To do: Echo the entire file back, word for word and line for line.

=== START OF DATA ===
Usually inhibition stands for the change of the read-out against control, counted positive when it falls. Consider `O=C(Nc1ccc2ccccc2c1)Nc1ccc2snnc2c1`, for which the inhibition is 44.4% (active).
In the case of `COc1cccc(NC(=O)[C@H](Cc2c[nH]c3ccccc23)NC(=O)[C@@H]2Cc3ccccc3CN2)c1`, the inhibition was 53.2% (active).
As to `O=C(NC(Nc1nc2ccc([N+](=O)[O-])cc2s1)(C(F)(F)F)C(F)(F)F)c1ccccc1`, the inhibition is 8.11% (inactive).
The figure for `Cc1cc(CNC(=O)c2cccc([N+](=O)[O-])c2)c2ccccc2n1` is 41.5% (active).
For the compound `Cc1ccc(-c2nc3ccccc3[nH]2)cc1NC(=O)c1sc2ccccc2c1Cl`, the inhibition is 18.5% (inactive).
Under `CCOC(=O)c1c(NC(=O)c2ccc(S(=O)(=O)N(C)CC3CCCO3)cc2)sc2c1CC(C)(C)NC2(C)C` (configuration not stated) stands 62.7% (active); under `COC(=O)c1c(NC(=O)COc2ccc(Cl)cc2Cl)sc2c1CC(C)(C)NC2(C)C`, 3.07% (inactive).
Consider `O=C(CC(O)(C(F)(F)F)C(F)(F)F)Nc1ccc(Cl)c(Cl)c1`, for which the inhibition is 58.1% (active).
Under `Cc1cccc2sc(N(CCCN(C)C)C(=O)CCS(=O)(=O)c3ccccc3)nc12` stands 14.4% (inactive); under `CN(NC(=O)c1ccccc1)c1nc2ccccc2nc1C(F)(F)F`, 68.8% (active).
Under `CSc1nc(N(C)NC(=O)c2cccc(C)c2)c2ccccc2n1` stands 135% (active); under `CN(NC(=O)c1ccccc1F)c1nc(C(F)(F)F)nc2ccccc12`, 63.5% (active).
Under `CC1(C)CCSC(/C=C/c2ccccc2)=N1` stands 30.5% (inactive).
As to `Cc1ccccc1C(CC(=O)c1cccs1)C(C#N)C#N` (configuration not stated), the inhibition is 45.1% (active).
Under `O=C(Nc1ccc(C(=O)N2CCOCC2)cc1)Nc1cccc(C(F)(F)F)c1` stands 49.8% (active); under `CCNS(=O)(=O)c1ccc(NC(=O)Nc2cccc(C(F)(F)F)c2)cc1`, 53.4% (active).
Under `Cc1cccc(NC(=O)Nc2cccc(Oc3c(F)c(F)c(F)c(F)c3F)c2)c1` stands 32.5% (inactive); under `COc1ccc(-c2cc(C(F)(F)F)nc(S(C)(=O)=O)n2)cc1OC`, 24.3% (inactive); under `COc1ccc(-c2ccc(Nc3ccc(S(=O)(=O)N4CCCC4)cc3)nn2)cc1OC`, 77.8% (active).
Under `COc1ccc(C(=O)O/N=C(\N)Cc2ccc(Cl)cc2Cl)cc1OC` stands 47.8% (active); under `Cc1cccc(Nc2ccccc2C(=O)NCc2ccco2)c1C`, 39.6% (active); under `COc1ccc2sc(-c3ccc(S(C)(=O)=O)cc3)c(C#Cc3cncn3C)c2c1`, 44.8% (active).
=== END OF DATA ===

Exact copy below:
Usually inhibition stands for the change of the read-out against control, counted positive when it falls. Consider `O=C(Nc1ccc2ccccc2c1)Nc1ccc2snnc2c1`, for which the inhibition is 44.4% (active).
In the case of `COc1cccc(NC(=O)[C@H](Cc2c[nH]c3ccccc23)NC(=O)[C@@H]2Cc3ccccc3CN2)c1`, the inhibition was 53.2% (active).
As to `O=C(NC(Nc1nc2ccc([N+](=O)[O-])cc2s1)(C(F)(F)F)C(F)(F)F)c1ccccc1`, the inhibition is 8.11% (inactive).
The figure for `Cc1cc(CNC(=O)c2cccc([N+](=O)[O-])c2)c2ccccc2n1` is 41.5% (active).
For the compound `Cc1ccc(-c2nc3ccccc3[nH]2)cc1NC(=O)c1sc2ccccc2c1Cl`, the inhibition is 18.5% (inactive).
Under `CCOC(=O)c1c(NC(=O)c2ccc(S(=O)(=O)N(C)CC3CCCO3)cc2)sc2c1CC(C)(C)NC2(C)C` (configuration not stated) stands 62.7% (active); under `COC(=O)c1c(NC(=O)COc2ccc(Cl)cc2Cl)sc2c1CC(C)(C)NC2(C)C`, 3.07% (inactive).
Consider `O=C(CC(O)(C(F)(F)F)C(F)(F)F)Nc1ccc(Cl)c(Cl)c1`, for which the inhibition is 58.1% (active).
Under `Cc1cccc2sc(N(CCCN(C)C)C(=O)CCS(=O)(=O)c3ccccc3)nc12` stands 14.4% (inactive); under `CN(NC(=O)c1ccccc1)c1nc2ccccc2nc1C(F)(F)F`, 68.8% (active).
Under `CSc1nc(N(C)NC(=O)c2cccc(C)c2)c2ccccc2n1` stands 135% (active); under `CN(NC(=O)c1ccccc1F)c1nc(C(F)(F)F)nc2ccccc12`, 63.5% (active).
Under `CC1(C)CCSC(/C=C/c2ccccc2)=N1` stands 30.5% (inactive).
As to `Cc1ccccc1C(CC(=O)c1cccs1)C(C#N)C#N` (configuration not stated), the inhibition is 45.1% (active).
Under `O=C(Nc1ccc(C(=O)N2CCOCC2)cc1)Nc1cccc(C(F)(F)F)c1` stands 49.8% (active); under `CCNS(=O)(=O)c1ccc(NC(=O)Nc2cccc(C(F)(F)F)c2)cc1`, 53.4% (active).
Under `Cc1cccc(NC(=O)Nc2cccc(Oc3c(F)c(F)c(F)c(F)c3F)c2)c1` stands 32.5% (inactive); under `COc1ccc(-c2cc(C(F)(F)F)nc(S(C)(=O)=O)n2)cc1OC`, 24.3% (inactive); under `COc1ccc(-c2ccc(Nc3ccc(S(=O)(=O)N4CCCC4)cc3)nn2)cc1OC`, 77.8% (active).
Under `COc1ccc(C(=O)O/N=C(\N)Cc2ccc(Cl)cc2Cl)cc1OC` stands 47.8% (active); under `Cc1cccc(Nc2ccccc2C(=O)NCc2ccco2)c1C`, 39.6% (active); under `COc1ccc2sc(-c3ccc(S(C)(=O)=O)cc3)c(C#Cc3cncn3C)c2c1`, 44.8% (active).